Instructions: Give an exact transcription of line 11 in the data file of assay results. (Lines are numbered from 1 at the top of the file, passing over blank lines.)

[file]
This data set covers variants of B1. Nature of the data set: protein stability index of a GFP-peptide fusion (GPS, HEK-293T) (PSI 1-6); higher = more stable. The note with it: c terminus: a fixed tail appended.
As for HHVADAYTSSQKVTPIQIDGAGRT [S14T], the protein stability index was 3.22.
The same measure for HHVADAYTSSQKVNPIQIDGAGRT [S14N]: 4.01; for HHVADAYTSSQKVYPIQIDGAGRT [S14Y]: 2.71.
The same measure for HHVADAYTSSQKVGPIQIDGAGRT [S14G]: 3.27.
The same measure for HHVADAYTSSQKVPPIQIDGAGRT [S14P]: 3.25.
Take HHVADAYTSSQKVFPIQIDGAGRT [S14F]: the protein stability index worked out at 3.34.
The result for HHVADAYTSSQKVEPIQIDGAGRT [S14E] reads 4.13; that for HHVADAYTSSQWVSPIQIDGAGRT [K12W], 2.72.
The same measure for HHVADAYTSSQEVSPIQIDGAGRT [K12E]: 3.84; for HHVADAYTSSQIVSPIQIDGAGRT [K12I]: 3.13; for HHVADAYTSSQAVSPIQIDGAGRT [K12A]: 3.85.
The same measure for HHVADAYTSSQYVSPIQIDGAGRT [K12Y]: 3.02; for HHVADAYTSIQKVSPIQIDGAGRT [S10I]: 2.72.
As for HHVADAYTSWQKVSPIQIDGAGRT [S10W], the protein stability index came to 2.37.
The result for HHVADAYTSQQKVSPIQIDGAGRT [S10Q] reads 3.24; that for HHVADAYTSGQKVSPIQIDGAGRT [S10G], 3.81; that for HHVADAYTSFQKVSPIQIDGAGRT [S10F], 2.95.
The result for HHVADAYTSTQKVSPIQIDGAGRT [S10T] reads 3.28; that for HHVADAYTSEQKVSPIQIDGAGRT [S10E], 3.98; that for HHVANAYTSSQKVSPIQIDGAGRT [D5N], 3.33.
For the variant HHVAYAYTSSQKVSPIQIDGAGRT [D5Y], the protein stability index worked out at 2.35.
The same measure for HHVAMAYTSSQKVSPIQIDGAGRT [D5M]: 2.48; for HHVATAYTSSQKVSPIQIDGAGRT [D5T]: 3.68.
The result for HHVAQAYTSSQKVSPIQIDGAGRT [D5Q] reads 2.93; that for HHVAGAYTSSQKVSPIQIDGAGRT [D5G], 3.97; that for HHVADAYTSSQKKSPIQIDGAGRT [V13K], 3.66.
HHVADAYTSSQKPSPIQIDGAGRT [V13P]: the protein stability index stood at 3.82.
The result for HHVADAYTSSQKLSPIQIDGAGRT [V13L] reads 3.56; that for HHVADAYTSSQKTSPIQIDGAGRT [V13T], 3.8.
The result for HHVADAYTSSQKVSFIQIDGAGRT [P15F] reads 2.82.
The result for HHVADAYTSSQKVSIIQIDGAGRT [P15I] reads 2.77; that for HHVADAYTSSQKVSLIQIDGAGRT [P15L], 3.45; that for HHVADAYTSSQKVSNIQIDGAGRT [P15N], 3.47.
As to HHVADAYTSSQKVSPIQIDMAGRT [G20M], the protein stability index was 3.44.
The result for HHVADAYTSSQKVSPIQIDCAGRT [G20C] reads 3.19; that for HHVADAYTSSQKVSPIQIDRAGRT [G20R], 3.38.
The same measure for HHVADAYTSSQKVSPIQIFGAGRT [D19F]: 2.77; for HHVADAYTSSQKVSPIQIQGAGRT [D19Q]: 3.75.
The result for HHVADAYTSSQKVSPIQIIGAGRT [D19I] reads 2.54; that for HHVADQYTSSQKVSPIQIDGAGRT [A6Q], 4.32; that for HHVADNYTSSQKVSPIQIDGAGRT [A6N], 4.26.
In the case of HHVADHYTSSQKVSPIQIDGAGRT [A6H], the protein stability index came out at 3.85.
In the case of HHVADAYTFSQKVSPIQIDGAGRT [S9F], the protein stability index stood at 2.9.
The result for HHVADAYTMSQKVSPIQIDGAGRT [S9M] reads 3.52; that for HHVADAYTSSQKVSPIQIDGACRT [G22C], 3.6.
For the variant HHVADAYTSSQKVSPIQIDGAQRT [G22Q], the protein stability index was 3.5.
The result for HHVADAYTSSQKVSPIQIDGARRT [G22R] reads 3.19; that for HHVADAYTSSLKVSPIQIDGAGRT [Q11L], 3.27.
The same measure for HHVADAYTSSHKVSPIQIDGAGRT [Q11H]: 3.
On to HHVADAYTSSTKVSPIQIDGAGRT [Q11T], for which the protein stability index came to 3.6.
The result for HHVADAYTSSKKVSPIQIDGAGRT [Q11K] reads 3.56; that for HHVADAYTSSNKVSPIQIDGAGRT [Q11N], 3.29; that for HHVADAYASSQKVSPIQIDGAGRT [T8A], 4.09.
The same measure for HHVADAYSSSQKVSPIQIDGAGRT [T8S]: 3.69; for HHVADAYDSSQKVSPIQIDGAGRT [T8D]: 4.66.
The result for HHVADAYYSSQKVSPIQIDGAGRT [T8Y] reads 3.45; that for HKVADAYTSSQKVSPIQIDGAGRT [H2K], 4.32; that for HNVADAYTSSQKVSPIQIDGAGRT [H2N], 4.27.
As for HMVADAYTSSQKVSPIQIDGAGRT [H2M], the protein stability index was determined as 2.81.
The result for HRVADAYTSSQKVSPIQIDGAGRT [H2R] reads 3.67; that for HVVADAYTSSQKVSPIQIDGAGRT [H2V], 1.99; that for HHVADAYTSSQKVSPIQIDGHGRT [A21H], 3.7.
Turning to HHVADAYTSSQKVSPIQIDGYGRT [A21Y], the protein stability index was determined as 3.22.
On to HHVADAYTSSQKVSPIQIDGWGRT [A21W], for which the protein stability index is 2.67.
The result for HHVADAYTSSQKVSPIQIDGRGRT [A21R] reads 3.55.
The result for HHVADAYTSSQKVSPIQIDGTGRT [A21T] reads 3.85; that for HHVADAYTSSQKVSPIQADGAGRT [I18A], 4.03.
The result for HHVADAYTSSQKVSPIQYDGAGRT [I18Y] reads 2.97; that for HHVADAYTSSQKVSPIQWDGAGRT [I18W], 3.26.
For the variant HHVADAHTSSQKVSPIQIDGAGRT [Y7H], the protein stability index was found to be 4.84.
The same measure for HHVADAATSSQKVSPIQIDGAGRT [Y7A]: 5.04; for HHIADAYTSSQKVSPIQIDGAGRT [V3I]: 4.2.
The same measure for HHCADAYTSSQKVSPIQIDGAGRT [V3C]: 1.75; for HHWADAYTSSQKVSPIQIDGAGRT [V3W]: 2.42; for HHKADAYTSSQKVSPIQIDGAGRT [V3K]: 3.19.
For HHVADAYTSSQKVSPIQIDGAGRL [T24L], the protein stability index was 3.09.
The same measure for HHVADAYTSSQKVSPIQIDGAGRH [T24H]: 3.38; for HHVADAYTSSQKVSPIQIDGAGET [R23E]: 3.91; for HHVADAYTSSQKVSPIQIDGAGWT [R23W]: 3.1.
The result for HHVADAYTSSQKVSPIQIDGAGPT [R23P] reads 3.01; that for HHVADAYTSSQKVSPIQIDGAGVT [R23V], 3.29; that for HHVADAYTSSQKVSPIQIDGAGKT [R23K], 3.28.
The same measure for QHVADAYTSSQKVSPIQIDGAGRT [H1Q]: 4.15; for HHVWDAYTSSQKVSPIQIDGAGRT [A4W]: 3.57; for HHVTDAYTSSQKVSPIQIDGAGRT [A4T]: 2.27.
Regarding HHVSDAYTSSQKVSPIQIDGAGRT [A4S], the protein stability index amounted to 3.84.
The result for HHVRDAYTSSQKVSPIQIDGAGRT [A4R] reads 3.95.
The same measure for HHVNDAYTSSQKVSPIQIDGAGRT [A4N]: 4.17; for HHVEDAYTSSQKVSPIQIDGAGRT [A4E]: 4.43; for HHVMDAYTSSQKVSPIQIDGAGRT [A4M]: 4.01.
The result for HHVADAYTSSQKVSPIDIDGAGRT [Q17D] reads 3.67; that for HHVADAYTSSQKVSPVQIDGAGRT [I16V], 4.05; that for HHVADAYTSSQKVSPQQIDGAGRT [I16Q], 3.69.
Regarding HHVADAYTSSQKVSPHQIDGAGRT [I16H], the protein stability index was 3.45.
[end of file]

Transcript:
The result for HHVADAYTSQQKVSPIQIDGAGRT [S10Q] reads 3.24; that for HHVADAYTSGQKVSPIQIDGAGRT [S10G], 3.81; that for HHVADAYTSFQKVSPIQIDGAGRT [S10F], 2.95.